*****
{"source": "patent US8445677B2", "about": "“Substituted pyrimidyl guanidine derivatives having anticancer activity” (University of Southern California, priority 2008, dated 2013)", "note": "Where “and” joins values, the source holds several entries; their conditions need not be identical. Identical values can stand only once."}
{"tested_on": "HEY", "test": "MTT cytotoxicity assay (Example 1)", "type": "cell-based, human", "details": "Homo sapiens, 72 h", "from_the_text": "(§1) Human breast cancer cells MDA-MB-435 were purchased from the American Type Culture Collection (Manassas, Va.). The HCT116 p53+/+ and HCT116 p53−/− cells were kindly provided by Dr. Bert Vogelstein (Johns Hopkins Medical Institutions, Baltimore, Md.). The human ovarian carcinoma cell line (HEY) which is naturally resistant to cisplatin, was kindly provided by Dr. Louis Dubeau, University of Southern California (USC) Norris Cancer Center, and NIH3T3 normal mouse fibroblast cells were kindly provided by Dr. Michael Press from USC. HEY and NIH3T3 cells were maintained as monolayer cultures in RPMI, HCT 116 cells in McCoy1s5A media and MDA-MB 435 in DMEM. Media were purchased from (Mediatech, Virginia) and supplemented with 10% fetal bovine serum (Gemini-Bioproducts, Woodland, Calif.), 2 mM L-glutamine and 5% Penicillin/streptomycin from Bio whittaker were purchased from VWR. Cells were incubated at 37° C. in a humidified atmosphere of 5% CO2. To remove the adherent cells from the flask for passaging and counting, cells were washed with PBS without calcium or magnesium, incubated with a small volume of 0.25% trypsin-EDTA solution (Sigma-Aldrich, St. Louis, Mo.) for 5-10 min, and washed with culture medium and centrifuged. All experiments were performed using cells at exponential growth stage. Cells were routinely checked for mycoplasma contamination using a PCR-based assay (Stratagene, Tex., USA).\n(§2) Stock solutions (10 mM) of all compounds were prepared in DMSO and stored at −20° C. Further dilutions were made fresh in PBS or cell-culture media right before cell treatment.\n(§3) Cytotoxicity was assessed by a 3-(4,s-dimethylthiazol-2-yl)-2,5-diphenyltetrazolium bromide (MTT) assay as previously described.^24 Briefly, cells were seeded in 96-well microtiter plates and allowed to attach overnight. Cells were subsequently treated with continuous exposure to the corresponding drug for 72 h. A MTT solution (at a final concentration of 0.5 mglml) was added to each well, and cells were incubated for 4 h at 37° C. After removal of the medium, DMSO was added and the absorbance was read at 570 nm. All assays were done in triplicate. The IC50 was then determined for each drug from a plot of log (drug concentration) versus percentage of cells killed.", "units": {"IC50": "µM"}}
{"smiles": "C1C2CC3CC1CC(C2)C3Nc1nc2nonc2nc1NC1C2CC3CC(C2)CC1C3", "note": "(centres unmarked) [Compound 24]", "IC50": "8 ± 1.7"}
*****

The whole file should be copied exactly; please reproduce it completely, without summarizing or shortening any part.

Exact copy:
{"source": "patent US8445677B2", "about": "“Substituted pyrimidyl guanidine derivatives having anticancer activity” (University of Southern California, priority 2008, dated 2013)", "note": "Where “and” joins values, the source holds several entries; their conditions need not be identical. Identical values can stand only once."}
{"tested_on": "HEY", "test": "MTT cytotoxicity assay (Example 1)", "type": "cell-based, human", "details": "Homo sapiens, 72 h", "from_the_text": "(§1) Human breast cancer cells MDA-MB-435 were purchased from the American Type Culture Collection (Manassas, Va.). The HCT116 p53+/+ and HCT116 p53−/− cells were kindly provided by Dr. Bert Vogelstein (Johns Hopkins Medical Institutions, Baltimore, Md.). The human ovarian carcinoma cell line (HEY) which is naturally resistant to cisplatin, was kindly provided by Dr. Louis Dubeau, University of Southern California (USC) Norris Cancer Center, and NIH3T3 normal mouse fibroblast cells were kindly provided by Dr. Michael Press from USC. HEY and NIH3T3 cells were maintained as monolayer cultures in RPMI, HCT 116 cells in McCoy1s5A media and MDA-MB 435 in DMEM. Media were purchased from (Mediatech, Virginia) and supplemented with 10% fetal bovine serum (Gemini-Bioproducts, Woodland, Calif.), 2 mM L-glutamine and 5% Penicillin/streptomycin from Bio whittaker were purchased from VWR. Cells were incubated at 37° C. in a humidified atmosphere of 5% CO2. To remove the adherent cells from the flask for passaging and counting, cells were washed with PBS without calcium or magnesium, incubated with a small volume of 0.25% trypsin-EDTA solution (Sigma-Aldrich, St. Louis, Mo.) for 5-10 min, and washed with culture medium and centrifuged. All experiments were performed using cells at exponential growth stage. Cells were routinely checked for mycoplasma contamination using a PCR-based assay (Stratagene, Tex., USA).\n(§2) Stock solutions (10 mM) of all compounds were prepared in DMSO and stored at −20° C. Further dilutions were made fresh in PBS or cell-culture media right before cell treatment.\n(§3) Cytotoxicity was assessed by a 3-(4,s-dimethylthiazol-2-yl)-2,5-diphenyltetrazolium bromide (MTT) assay as previously described.^24 Briefly, cells were seeded in 96-well microtiter plates and allowed to attach overnight. Cells were subsequently treated with continuous exposure to the corresponding drug for 72 h. A MTT solution (at a final concentration of 0.5 mglml) was added to each well, and cells were incubated for 4 h at 37° C. After removal of the medium, DMSO was added and the absorbance was read at 570 nm. All assays were done in triplicate. The IC50 was then determined for each drug from a plot of log (drug concentration) versus percentage of cells killed.", "units": {"IC50": "µM"}}
{"smiles": "C1C2CC3CC1CC(C2)C3Nc1nc2nonc2nc1NC1C2CC3CC(C2)CC1C3", "note": "(centres unmarked) [Compound 24]", "IC50": "8 ± 1.7"}